Iowa... Where Presidents Begin

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click on each candidate to see today's news stories (caricatures by Linda Eddy)


Monday, March 31, 2008


Obama, McCain forged fleeting alliance in 2006

...what began as a promising collaboration between two men bent on burnishing their reformist credentials collapsed after barely a week. The McCain-Obama relationship came undone amid charges and countercharges, all aired publicly two years ago in an exchange of stark and angry letters. Obama questioned whether McCain sided with GOP leaders rather than searching for a bipartisan solution; McCain accused Obama of "typical rhetorical gloss" and "self interested partisan posturing" by a newcomer seeking to ingratiate himself with party leaders.

... the reform fight has emerged as a looking-glass moment of what a fall campaign could resemble. McCain's backers view it as emblematic of Obama's ability to talk grand ideas and aspirations, but also of his ultimate failure to produce substantive results. Obama's supporters contend that the moment was vintage Obama, with the newcomer defusing the feud with a cool demeanor that allowed him to claim the high ground while rolling up his sleeves to eventually help pass a broader ethics overhaul bill in August 2007."

see also: Obama-McCain letter exchange


Clinton, Obama shift to wider range of economic woes they traveled through Pennsylvania last week, neither Clinton nor her opponent, Barack Obama, once mentioned the North American Free Trade Agreement - a frequent bugaboo in their Ohio politicking - and refrained from a prolonged discussion of trade issues altogether.

As the Democrats enter a 10-state closing stretch in which economic concerns are likely to dominate the debate, Clinton and Obama - who both gave speeches on the subject last week, as did John McCain - are expanding beyond their past populist appeals and using a broader language that can address different experiences of economic change.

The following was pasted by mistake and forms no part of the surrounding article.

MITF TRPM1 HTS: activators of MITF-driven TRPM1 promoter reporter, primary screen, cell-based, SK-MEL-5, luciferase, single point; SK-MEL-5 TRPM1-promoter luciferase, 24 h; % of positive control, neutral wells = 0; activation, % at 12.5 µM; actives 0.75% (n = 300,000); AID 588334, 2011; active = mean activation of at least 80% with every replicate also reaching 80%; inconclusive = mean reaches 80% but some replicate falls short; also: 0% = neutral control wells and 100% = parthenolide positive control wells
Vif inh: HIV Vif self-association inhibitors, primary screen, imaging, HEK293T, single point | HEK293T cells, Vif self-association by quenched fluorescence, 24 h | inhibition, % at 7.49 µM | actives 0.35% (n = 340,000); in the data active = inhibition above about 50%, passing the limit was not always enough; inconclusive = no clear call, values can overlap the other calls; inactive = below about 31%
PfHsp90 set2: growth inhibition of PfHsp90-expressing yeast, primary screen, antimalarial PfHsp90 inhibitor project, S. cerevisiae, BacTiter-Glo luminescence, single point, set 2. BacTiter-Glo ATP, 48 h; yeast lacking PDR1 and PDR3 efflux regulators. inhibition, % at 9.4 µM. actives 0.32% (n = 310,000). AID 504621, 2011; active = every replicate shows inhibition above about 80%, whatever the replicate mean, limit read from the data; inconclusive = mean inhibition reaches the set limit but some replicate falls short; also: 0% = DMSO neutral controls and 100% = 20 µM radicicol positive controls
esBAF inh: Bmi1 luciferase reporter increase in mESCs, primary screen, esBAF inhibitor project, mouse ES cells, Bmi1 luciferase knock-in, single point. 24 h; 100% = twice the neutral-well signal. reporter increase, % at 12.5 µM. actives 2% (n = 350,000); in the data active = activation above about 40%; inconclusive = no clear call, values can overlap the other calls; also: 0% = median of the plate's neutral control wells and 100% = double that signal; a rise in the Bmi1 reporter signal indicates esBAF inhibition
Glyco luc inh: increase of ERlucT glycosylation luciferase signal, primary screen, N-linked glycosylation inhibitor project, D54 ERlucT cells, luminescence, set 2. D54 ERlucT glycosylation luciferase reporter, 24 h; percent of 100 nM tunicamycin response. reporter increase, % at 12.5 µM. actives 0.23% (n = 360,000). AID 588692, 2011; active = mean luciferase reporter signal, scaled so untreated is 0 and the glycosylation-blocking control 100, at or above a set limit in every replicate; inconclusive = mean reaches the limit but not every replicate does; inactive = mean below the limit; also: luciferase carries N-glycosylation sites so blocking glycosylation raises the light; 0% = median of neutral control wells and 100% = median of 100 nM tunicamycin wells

Mideast Watch...

Suicide bombing attacks decrease due to West Bank fence

The leader of the Palestinian Islamic Jihad again admits that the Israeli security fence built by Israel in Judea and Samaria prevents the terrorist organizations from reaching the heart of Israel to carry out suicide bombing attacks...

PIJ leader Ramadan Abdallah Shalah told Hezbollah's Al-Manar TV that the terrorist organizations had no intention of abandoning suicide bombing attacks but that their timing and the possibility of carrying them out from the West Bank depended on other factors. “For example,” he said, “there is the separation fence which is an obstacle to the resistance [i.e., the terrorist organizations], and if it were not there, the situation would be entirely different” (Nov. 11, 2006)

Mousa Abu Marzouq , deputy chairman of Hamas's political bureau in Damascus , was asked by a group of Egyptian intellectuals and politicians why the suicide bombing activity had decreased during since the Hamas government came to power. He said that “ [carrying out] such attacks is made difficult by the security fence and the gates surrounding West Bank residents ” (June 2, 2007)






John McCain... today's headlines with excerpts

Blogger outreach boosts McCain

Mr. McCain's blogger outreach, the most extensive of any presidential campaign in either party, helped keep him afloat in the dark days last summer when the major press was sizing up his campaign grave. During those times, Mr. McCain got attention and digital ink from the bloggers he invited to biweekly conference calls, and got a chance to talk policy.

"If anybody needed the blogosphere it was McCain," Mr. Lewis said, adding that Mr. McCain recently told bloggers he would continue to give them access throughout the campaign. "He essentially said, 'How could I not — there for a while this summer, you were the only people who talked to me.' "

McCain polls well amid war, economic worries

Recent polling shows large numbers of Democrats who back either Clinton or Obama would vote for McCain if their candidate does not win the nomination. One survey, for example, shows 28% of Clinton supporters would cast their ballot for McCain ahead of Obama. Among Obama supporters, 19% would back McCain over Clinton.